The popular board game Operation entails the treatment of, amongst many other ersatz medical conditions, water on the knee, cleverly rendered as a bucket to be withdrawn from the knee of the plastic patient using tweezers. However, to the dismay of many seven-year old budding neuropsychologists, there was no ailment involving the most important part of the body: the brain. Perhaps that bucket should have been reserved for a niche in the patient's head instead of his knee, since the condition colloquially-termed water on the brain, or hydrocephalus, is not only more detrimental to the overall functioning of an individual than knee-pain, but, according to the National Institute of Neurological Disorders and Stroke, affects one of every 500 children born and is the leading cause for childhood brain surgery (2008).
[...] Effects of intraventricular hemorrhage and hydrocephalus on the long-term neurobehavioral development of preterm very- low-birthweight infants. Developmental Medicine & Child Neurology, 596-606. Retrieved April from PsycINFO database. References (continued) Foss, T., Eide, P., & Finset, A. (2007). Intracranial Pressure Parameters in Idiopathic Normal Pressure Hydrocephalus Patients with or without Improvement of Cognitive Function after Shunt Treatment. Dementia and Geriatric Cognitive Disorders, 47-54. Retrieved April from PsycINFO database. Graff-Radford, N. (2007, August). Normal pressure hydrocephalus. Neurologic Clinics, 809-832. Retrieved April from PsycINFO database. [...]
[...] The specific diagnostic tool is chosen based on the individual, i.e. age, other clinical diagnoses, and the presence of known central nervous system abnormalities. However, diagnosis is not simple, as the plethora of possible symptoms often manifest themselves similarly to other disorders. In a case study performed by Reisch, Brekenfeld and Barth, a 22 year-old male was presenting manic and depressive symptoms over the course of a two-year period; however, the patient displayed no neurological symptoms (2005). However, three months after initial evaluation, the patient was imaged via MRI and shown to have an obstructive hydrocephalus. [...]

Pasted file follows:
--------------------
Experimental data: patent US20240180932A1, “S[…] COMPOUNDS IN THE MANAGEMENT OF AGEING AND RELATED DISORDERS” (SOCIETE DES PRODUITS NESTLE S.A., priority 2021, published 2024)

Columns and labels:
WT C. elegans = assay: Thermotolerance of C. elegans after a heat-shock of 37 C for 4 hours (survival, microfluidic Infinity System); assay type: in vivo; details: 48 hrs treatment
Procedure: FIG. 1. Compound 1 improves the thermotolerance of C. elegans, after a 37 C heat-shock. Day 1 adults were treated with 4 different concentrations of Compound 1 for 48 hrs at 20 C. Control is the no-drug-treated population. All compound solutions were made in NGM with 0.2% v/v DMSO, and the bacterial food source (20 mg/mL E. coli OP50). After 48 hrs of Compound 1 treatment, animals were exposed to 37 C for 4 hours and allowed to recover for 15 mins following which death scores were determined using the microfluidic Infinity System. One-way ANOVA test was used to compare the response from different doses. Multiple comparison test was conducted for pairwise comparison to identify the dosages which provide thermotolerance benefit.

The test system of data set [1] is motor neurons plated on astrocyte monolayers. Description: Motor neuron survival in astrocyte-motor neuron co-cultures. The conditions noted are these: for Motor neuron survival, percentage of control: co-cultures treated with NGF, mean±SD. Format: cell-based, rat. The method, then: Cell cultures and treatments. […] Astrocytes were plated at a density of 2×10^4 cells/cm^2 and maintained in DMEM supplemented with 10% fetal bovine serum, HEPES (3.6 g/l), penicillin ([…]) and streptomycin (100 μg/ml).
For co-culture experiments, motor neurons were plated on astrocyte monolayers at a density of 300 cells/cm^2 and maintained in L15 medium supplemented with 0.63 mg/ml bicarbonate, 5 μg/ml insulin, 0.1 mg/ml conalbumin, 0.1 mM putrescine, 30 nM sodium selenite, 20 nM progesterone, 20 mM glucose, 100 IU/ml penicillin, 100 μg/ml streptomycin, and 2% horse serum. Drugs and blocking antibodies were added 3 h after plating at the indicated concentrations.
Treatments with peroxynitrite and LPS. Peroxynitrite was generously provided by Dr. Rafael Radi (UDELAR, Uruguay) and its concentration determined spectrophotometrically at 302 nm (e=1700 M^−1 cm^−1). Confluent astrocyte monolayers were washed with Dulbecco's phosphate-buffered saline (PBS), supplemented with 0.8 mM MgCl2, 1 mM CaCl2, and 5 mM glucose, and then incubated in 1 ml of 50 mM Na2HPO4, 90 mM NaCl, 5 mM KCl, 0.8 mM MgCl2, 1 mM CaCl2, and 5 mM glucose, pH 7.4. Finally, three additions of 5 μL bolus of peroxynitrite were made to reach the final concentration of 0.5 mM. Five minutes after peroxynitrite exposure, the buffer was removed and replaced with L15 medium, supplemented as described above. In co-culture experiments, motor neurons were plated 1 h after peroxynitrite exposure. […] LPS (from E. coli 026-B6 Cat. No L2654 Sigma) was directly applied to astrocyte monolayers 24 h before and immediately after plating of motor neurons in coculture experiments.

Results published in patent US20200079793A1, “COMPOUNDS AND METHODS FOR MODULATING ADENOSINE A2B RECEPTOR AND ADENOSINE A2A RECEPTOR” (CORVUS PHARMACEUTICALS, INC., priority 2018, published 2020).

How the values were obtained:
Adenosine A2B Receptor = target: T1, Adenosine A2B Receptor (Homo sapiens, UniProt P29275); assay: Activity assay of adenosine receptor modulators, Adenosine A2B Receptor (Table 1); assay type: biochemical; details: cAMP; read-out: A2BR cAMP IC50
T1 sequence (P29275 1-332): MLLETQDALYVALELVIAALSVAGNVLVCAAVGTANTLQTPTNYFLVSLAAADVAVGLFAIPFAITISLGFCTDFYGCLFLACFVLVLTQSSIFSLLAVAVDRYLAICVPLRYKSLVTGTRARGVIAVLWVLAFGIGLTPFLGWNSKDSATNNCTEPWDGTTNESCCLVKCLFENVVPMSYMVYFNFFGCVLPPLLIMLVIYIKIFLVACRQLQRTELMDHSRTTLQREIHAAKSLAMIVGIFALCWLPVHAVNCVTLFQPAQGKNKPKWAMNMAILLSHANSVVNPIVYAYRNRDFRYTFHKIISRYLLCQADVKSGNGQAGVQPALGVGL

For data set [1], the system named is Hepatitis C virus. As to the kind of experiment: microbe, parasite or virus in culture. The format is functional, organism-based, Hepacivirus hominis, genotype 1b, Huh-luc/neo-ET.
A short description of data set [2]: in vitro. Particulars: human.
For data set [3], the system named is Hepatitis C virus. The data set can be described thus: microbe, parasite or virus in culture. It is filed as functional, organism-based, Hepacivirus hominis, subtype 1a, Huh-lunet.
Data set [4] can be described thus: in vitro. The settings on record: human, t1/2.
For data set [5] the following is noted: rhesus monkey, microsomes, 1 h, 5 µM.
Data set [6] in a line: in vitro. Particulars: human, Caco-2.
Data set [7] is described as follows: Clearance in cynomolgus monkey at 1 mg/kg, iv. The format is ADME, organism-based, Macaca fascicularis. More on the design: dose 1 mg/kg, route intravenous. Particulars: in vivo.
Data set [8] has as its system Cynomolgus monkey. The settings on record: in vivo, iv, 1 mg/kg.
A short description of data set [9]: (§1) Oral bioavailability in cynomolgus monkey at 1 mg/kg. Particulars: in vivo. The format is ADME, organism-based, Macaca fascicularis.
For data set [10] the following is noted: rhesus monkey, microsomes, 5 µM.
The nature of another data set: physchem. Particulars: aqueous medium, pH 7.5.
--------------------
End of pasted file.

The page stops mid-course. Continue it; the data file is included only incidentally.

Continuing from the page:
[...] Oral discourse after early-onset hydrocephalus: Linguistic ambiguity, figurative language, speech acts, and script-based inferences. Journal of Pediatric Psychology, 639-652. Retrieved April from PsycINFO database. Dennis, M., Barnes, M., & Hetherington, C. (1999). Congenital hydrocephalus as a model of neurodevelopmental disorder. Neurodevelopmental disorders (pp. 505-532). Cambridge, MA, US: The MIT Press. Retrieved April from PsycINFO database. References (continued) Duinkerke, A., Williams, M., Rigamonti, D., & Hillis, A. (2004, September). Cognitive recovery in idiopathic normal pressure hydrocephalus after shunt. Cognitive and Behavioral Neurology, 179-184. [...]
[...] Cancerous tumors and cysts (such as Dandy Walker cysts) unrelated to the meninges can also exert pressure on the brain, possibly causing an impaired outflow of CSF. There are also many cases of hydrocephalus caused by an upset balance in the homeostasis of chemicals in the brain, such as may occur if a doctor were to prescribe an incompatible combination of psychiatric medications. However, these occurrences are extremely rare, as are other causes of hydrocephalus, of which there are around 180 in total. [...]
[...] However, any traumatic brain injury throughout childhood and into adulthood has the potential to lead to an acquired hydrocephalus, which may be either communicative or non- communicative in nature, depending on the nature of the injury. Most common in this category would be a hemorrhagic blockage of CSF outflow, causing a pathological accumulation of CSF. Disease is also a strong factor in the development of hydrocephalus. Acquiring meningitis, tumors, or cysts in the central nervous system all have the potential to influence the development of hydrocephalus. [...]
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